• As stated in the letter, The Tetris Company is claiming a violation of a Look and Feel copyright. As has been tried several times over the years (Lotus vs. Borland, Apple vs. Microsoft) here in the states, Look and Feel copyrights are not (or at least have not been) enforced/enforceable.

    The problem is, as stated, the target is merely a student, and most likely doesnot have access to the required monies to defend himself in what passes for the court of law.

  • This is one of my favorite pet peeves. People don't understand how *wide* their definition of Tetris is. All games from tetris to wordtris to tetrisphere all had to be licensed from them, but all of those games are wildly different in actual play. If it has quadraminoes (?) and gravity, then they own it.

    Anyhow, what can they do besides send out "cease and desist" emails? Can't the project simply stop distributing their efforts? Or is that against the gpl? What if the project is using a "totally free" license?

    I'm working on a game in the same genre.. the game play is similar to tetris 2 (tetris flash) but there are instead 4 different colors and you have to get them 4-in-a-row to score. It is score-based (original tetris) as opposed to level-based (dr. mario) but I suck at coding :P (i have a working version, help?)
  • I think there time has passed.

    If the creator of Tetris had wanted to protect his copyright he should have done so long ago. Even if he couldn't afford to sue anyone, he should have protested anyway. By not doing so he gave people no reason to suspect that he was interested in the copyright of the game.

    Although IANAL, I would have thought that the copyright on the Tetris concept would have been diluted too much - Tetris appeared about 15 years ago, and to start trying to enforce copyright now is just too late. I know that the courts in the UK would throw this out without hesitation!

    Perhaps these developers should club together and get a restraining order placed against the Tetris company for threatening behaviour...
  • The "look and feel", as others have pointed out, seems to be a baseless claim, as no one has succeeded in winning a l&f case in court. But what about the "rules" to the game (which I think the company is really alluding to in its email)? Can you copyright those to some extent?

    If you took the game Monopoly, and replaced the squares and pawns with an "Open Source" theme (20 lines of source required to stay overnight on Debian Avenue, with the pawns being Eric Raymond, Richard Stallman, etc.), and just simply named it "The Bazaar", would you be in violation of Parker Brothers' copyright? The name doesn't sound like "Monopoly," but the rules and flow of the game are exactly like Monopoly's. I think you'd be asked to remove it pretty quickly from their legal team.

    A lot of shareware games have seemed to dodge this issue by modifying the game just slightly so that it feels a lot like the original game, but is tweaked just enough that it's not a blatant copy. I think of PacMan and Galaga in the early days (there was "MunchMan" on the TI-99/4A, for example, and Ambrosia Software [] made its business making copies of popular arcade titles). The precedent set in the industry, thus, seems to be that it's OK to copy an original, just as long as it's not an exact copy - i.e., add some "value" to it.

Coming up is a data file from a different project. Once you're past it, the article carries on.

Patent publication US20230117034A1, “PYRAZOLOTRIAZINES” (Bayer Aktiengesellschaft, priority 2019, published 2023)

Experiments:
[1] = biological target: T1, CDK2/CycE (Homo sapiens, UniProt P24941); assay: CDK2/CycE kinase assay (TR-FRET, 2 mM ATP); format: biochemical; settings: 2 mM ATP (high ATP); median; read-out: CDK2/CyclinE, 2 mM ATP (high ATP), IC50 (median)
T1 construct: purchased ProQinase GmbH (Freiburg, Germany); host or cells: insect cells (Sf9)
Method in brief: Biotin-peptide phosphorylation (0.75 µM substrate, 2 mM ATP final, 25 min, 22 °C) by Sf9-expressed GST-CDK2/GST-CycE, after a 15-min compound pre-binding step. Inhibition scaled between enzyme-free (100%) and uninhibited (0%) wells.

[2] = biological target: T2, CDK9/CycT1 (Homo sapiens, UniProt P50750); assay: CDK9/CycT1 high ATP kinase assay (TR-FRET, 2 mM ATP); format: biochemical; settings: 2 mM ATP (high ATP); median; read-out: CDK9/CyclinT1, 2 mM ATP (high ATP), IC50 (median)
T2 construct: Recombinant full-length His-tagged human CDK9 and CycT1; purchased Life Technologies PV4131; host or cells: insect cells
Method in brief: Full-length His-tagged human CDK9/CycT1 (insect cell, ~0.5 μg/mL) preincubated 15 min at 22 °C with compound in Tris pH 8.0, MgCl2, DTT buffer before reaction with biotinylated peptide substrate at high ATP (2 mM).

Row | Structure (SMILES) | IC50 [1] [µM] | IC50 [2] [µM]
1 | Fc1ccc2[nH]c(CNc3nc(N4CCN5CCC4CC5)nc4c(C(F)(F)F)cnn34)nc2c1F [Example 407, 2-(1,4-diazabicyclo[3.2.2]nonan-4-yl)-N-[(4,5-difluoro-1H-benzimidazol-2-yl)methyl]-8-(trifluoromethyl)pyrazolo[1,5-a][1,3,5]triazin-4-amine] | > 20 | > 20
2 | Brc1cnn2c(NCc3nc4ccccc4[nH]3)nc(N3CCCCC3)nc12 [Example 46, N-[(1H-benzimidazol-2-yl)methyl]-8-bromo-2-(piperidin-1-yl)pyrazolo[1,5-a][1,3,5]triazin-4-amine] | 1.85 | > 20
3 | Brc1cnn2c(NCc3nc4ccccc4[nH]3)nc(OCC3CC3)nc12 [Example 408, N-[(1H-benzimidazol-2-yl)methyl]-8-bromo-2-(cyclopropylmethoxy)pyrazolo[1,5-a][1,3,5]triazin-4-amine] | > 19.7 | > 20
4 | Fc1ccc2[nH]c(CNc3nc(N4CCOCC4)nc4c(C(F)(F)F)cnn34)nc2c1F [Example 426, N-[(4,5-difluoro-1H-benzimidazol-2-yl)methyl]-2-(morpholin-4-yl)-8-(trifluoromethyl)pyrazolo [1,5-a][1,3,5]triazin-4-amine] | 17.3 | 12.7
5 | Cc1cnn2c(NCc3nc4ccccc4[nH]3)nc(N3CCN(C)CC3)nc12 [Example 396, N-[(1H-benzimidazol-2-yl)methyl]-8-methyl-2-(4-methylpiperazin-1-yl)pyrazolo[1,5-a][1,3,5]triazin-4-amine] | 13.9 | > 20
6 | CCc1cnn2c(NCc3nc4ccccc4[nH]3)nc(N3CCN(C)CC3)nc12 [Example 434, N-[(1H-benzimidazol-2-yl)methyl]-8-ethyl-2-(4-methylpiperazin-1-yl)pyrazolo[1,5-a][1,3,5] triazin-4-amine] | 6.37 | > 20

I think it's an interesting issue because I'd like to do a PalmPilot-version of the board game Quorridor. It's a great game with simple rules, and can even be played with a piece of paper and pennies. But since its rules are so simple (and perfect they way they are right now, in my mind), I wouldn't change the rules a bit (and then, without a doubt, I'd be ripping off someone else's great idea).

    So, can you copyright the rules to a game?

  • Where it gets sort of fuzzy is the difference between a concept and a specific set of rules which govern the game. The concept of a flight simulator or a first person shoot-em up game is quite different than the exact rules of how a Tetris game proceeds. You can sit down and write out a clearly defined set of rules which govern the Tetris game; you can't do that with a flight sim or a Quake-like game. That is, you can say, "You have pieces of 4 blocks each, in each of these different shapes. They drop down and when a solid line is formed, it is removed, etc."

    You might argue that you can say, "Well, in Quake, you shoot at something, and when it gets so many bullets, it dies. And you have health, which can be replenished with a med pack, etc." These "rules" are much more vague than the Tetris rules, and allow for a lot of room for interpetation. Hence, no one is suing over Quake-like games.

    What is needed is someone familiar with this type of law to take a look at the case.

  • Email:

    Tell them that they are going to be associated with a company that tries to enforce a copyright by attacking the little guys first to support an unfounded copyright claim (see Apple vs. Microsoft).